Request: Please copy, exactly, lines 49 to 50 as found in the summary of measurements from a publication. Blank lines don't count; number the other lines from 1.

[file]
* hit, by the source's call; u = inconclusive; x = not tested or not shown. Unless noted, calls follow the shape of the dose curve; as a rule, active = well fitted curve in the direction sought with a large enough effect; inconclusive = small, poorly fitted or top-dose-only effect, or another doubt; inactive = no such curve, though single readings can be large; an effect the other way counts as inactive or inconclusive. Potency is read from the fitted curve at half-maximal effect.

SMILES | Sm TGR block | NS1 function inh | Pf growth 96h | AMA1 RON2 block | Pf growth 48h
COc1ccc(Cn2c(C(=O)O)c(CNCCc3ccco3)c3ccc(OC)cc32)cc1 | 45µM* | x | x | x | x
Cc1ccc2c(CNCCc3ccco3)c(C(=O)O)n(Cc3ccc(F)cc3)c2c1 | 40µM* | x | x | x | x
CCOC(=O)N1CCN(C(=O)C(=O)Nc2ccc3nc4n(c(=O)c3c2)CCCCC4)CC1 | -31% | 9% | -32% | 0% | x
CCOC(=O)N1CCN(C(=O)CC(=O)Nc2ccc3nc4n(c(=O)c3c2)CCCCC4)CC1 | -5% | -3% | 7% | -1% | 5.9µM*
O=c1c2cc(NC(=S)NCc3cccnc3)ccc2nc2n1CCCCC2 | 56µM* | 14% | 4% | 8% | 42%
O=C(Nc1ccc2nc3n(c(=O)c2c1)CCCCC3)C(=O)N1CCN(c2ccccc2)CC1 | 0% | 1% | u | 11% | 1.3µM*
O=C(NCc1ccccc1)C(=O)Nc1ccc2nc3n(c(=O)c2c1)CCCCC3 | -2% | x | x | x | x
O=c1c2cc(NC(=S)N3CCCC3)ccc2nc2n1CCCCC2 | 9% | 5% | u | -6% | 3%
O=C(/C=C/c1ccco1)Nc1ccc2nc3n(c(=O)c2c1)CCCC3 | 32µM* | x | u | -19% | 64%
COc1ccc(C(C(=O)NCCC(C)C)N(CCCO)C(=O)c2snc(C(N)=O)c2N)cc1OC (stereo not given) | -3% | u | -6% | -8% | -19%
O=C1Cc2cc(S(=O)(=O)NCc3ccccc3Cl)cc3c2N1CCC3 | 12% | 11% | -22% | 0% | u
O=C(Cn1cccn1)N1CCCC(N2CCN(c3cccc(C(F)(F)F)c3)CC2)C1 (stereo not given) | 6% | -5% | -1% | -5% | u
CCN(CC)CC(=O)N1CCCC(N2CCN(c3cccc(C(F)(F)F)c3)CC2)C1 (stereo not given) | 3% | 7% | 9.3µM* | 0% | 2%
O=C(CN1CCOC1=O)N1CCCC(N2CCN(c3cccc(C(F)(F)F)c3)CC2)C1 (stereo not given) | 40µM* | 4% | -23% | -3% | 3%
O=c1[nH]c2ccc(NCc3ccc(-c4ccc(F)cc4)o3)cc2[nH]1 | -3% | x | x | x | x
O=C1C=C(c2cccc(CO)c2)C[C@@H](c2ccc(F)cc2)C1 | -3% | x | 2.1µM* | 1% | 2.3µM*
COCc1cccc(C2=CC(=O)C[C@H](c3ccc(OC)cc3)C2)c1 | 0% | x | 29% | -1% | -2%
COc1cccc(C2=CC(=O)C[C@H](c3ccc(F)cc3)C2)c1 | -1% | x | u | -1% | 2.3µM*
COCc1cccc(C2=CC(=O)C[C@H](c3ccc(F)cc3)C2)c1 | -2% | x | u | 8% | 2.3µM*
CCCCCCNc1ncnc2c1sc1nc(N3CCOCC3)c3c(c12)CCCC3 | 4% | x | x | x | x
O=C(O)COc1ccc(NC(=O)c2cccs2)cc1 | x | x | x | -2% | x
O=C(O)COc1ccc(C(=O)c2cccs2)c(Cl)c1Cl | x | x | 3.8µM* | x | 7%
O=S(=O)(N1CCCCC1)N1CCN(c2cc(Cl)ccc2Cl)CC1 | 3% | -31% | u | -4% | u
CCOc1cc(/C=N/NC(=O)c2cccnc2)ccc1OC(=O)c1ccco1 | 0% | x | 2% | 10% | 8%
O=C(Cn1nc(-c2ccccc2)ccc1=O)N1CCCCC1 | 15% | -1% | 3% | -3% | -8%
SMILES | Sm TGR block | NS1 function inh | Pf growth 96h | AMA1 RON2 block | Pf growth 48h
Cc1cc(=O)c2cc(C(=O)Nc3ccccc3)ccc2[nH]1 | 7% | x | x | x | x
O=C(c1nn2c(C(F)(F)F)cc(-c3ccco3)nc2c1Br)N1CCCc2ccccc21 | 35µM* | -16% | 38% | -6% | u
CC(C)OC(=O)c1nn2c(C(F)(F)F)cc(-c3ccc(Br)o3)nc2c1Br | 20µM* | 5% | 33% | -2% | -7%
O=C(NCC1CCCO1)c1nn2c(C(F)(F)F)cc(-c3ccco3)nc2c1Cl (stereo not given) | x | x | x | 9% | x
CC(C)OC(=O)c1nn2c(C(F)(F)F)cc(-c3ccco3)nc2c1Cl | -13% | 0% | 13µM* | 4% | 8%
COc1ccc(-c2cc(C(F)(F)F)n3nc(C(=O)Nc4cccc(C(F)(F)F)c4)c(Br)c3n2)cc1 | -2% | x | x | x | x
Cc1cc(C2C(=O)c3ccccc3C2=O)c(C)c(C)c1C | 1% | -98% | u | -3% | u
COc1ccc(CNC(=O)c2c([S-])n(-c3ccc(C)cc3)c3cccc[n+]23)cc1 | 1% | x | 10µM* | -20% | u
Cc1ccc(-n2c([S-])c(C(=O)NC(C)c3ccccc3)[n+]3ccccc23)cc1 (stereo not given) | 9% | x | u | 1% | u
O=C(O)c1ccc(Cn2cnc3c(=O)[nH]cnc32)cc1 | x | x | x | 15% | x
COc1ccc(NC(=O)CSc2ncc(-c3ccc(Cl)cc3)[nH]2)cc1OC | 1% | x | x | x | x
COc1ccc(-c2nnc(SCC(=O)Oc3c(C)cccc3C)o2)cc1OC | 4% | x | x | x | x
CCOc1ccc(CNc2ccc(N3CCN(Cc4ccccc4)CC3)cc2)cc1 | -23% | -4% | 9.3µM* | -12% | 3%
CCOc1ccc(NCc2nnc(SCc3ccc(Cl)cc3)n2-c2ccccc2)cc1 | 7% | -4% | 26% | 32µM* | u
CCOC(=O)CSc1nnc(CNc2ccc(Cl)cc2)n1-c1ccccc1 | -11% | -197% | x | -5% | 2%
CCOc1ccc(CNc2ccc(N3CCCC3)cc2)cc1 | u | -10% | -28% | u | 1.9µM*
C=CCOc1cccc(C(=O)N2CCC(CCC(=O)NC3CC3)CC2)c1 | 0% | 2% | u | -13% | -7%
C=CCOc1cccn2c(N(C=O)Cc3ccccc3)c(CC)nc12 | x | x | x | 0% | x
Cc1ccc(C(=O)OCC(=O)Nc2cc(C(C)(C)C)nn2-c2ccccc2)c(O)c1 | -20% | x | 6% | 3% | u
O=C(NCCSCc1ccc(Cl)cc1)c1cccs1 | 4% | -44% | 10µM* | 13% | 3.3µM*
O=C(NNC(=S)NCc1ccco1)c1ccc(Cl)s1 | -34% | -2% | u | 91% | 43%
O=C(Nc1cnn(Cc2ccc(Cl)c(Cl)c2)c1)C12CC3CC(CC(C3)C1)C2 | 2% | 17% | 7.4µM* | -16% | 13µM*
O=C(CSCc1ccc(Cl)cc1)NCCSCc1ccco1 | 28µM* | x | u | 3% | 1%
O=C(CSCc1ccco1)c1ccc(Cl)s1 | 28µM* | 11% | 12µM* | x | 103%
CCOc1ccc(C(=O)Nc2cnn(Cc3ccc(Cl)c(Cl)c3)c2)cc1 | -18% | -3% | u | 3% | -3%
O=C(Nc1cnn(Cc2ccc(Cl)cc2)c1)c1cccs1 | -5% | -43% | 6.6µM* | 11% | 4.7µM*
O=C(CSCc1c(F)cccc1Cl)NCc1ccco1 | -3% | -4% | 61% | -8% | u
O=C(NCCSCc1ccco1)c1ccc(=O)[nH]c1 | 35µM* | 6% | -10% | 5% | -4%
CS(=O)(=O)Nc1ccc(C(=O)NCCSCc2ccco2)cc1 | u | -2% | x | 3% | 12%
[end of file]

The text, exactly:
O=C(NNC(=S)NCc1ccco1)c1ccc(Cl)s1 | -34% | -2% | u | 91% | 43%
O=C(Nc1cnn(Cc2ccc(Cl)c(Cl)c2)c1)C12CC3CC(CC(C3)C1)C2 | 2% | 17% | 7.4µM* | -16% | 13µM*